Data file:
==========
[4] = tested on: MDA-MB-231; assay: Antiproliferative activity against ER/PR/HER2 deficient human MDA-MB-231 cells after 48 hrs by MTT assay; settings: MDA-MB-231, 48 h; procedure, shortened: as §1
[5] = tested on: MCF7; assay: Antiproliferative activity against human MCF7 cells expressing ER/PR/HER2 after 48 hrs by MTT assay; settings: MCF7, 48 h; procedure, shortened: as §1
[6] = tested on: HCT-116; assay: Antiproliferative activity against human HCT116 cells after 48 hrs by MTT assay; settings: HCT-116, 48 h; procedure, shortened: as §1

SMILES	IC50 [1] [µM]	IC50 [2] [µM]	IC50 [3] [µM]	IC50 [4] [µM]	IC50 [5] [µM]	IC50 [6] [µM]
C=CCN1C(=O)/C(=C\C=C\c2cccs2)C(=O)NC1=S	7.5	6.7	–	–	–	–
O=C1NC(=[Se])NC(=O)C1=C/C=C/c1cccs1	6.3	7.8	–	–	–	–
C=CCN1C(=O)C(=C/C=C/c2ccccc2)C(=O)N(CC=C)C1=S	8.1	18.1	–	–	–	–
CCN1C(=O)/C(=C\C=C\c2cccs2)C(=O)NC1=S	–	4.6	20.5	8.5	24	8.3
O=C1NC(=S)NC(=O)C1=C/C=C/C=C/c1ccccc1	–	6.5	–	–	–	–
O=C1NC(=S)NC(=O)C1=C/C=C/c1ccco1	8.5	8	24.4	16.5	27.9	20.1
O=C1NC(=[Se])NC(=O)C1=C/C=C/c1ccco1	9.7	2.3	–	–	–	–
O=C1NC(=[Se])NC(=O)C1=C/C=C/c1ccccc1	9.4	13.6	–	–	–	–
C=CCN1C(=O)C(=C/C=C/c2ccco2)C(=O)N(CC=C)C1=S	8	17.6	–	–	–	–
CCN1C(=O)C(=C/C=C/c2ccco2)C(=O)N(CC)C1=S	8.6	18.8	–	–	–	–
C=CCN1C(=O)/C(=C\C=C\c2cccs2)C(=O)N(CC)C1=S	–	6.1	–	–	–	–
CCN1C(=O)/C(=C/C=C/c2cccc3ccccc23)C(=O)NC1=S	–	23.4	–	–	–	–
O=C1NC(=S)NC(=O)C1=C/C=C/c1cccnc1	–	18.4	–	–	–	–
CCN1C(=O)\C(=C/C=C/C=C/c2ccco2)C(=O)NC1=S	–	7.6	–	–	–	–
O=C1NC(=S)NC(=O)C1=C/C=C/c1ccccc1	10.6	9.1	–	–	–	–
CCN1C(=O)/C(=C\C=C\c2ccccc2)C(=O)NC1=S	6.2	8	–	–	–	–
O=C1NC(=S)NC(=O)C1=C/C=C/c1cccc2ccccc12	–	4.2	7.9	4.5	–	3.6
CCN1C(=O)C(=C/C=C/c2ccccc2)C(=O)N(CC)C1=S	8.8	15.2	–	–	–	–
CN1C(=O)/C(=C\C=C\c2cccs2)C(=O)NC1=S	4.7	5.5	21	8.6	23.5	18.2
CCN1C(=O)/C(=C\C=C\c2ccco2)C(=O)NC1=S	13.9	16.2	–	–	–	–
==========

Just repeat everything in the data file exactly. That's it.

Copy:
[4] = tested on: MDA-MB-231; assay: Antiproliferative activity against ER/PR/HER2 deficient human MDA-MB-231 cells after 48 hrs by MTT assay; settings: MDA-MB-231, 48 h; procedure, shortened: as §1
[5] = tested on: MCF7; assay: Antiproliferative activity against human MCF7 cells expressing ER/PR/HER2 after 48 hrs by MTT assay; settings: MCF7, 48 h; procedure, shortened: as §1
[6] = tested on: HCT-116; assay: Antiproliferative activity against human HCT116 cells after 48 hrs by MTT assay; settings: HCT-116, 48 h; procedure, shortened: as §1

SMILES	IC50 [1] [µM]	IC50 [2] [µM]	IC50 [3] [µM]	IC50 [4] [µM]	IC50 [5] [µM]	IC50 [6] [µM]
C=CCN1C(=O)/C(=C\C=C\c2cccs2)C(=O)NC1=S	7.5	6.7	–	–	–	–
O=C1NC(=[Se])NC(=O)C1=C/C=C/c1cccs1	6.3	7.8	–	–	–	–
C=CCN1C(=O)C(=C/C=C/c2ccccc2)C(=O)N(CC=C)C1=S	8.1	18.1	–	–	–	–
CCN1C(=O)/C(=C\C=C\c2cccs2)C(=O)NC1=S	–	4.6	20.5	8.5	24	8.3
O=C1NC(=S)NC(=O)C1=C/C=C/C=C/c1ccccc1	–	6.5	–	–	–	–
O=C1NC(=S)NC(=O)C1=C/C=C/c1ccco1	8.5	8	24.4	16.5	27.9	20.1
O=C1NC(=[Se])NC(=O)C1=C/C=C/c1ccco1	9.7	2.3	–	–	–	–
O=C1NC(=[Se])NC(=O)C1=C/C=C/c1ccccc1	9.4	13.6	–	–	–	–
C=CCN1C(=O)C(=C/C=C/c2ccco2)C(=O)N(CC=C)C1=S	8	17.6	–	–	–	–
CCN1C(=O)C(=C/C=C/c2ccco2)C(=O)N(CC)C1=S	8.6	18.8	–	–	–	–
C=CCN1C(=O)/C(=C\C=C\c2cccs2)C(=O)N(CC)C1=S	–	6.1	–	–	–	–
CCN1C(=O)/C(=C/C=C/c2cccc3ccccc23)C(=O)NC1=S	–	23.4	–	–	–	–
O=C1NC(=S)NC(=O)C1=C/C=C/c1cccnc1	–	18.4	–	–	–	–
CCN1C(=O)\C(=C/C=C/C=C/c2ccco2)C(=O)NC1=S	–	7.6	–	–	–	–
O=C1NC(=S)NC(=O)C1=C/C=C/c1ccccc1	10.6	9.1	–	–	–	–
CCN1C(=O)/C(=C\C=C\c2ccccc2)C(=O)NC1=S	6.2	8	–	–	–	–
O=C1NC(=S)NC(=O)C1=C/C=C/c1cccc2ccccc12	–	4.2	7.9	4.5	–	3.6
CCN1C(=O)C(=C/C=C/c2ccccc2)C(=O)N(CC)C1=S	8.8	15.2	–	–	–	–
CN1C(=O)/C(=C\C=C\c2cccs2)C(=O)NC1=S	4.7	5.5	21	8.6	23.5	18.2
CCN1C(=O)/C(=C\C=C\c2ccco2)C(=O)NC1=S	13.9	16.2	–	–	–	–